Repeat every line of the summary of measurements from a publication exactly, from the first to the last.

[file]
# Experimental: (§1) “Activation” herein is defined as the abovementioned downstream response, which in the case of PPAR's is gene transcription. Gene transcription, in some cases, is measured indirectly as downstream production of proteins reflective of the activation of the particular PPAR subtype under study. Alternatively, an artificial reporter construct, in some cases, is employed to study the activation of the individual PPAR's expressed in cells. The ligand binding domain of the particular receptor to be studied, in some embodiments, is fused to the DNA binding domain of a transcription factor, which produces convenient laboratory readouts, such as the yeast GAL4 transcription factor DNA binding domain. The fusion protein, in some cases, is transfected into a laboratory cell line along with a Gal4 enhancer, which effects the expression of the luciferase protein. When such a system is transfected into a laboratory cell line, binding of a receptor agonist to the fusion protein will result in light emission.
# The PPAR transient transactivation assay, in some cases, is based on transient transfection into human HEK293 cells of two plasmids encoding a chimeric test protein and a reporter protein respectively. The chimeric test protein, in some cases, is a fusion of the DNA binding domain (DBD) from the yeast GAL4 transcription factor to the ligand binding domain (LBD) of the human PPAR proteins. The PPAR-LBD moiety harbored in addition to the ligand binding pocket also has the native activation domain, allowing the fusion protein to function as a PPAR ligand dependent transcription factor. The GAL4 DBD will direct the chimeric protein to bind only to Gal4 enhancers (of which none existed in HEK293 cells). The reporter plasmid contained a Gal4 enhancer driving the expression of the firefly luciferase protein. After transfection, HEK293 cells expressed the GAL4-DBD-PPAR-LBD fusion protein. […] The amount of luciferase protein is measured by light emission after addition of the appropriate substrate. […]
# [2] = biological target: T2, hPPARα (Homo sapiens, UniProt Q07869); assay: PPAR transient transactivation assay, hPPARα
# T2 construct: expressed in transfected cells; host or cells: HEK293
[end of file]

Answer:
# Experimental: (§1) “Activation” herein is defined as the abovementioned downstream response, which in the case of PPAR's is gene transcription. Gene transcription, in some cases, is measured indirectly as downstream production of proteins reflective of the activation of the particular PPAR subtype under study. Alternatively, an artificial reporter construct, in some cases, is employed to study the activation of the individual PPAR's expressed in cells. The ligand binding domain of the particular receptor to be studied, in some embodiments, is fused to the DNA binding domain of a transcription factor, which produces convenient laboratory readouts, such as the yeast GAL4 transcription factor DNA binding domain. The fusion protein, in some cases, is transfected into a laboratory cell line along with a Gal4 enhancer, which effects the expression of the luciferase protein. When such a system is transfected into a laboratory cell line, binding of a receptor agonist to the fusion protein will result in light emission.
# The PPAR transient transactivation assay, in some cases, is based on transient transfection into human HEK293 cells of two plasmids encoding a chimeric test protein and a reporter protein respectively. The chimeric test protein, in some cases, is a fusion of the DNA binding domain (DBD) from the yeast GAL4 transcription factor to the ligand binding domain (LBD) of the human PPAR proteins. The PPAR-LBD moiety harbored in addition to the ligand binding pocket also has the native activation domain, allowing the fusion protein to function as a PPAR ligand dependent transcription factor. The GAL4 DBD will direct the chimeric protein to bind only to Gal4 enhancers (of which none existed in HEK293 cells). The reporter plasmid contained a Gal4 enhancer driving the expression of the firefly luciferase protein. After transfection, HEK293 cells expressed the GAL4-DBD-PPAR-LBD fusion protein. […] The amount of luciferase protein is measured by light emission after addition of the appropriate substrate. […]
# [2] = biological target: T2, hPPARα (Homo sapiens, UniProt Q07869); assay: PPAR transient transactivation assay, hPPARα
# T2 construct: expressed in transfected cells; host or cells: HEK293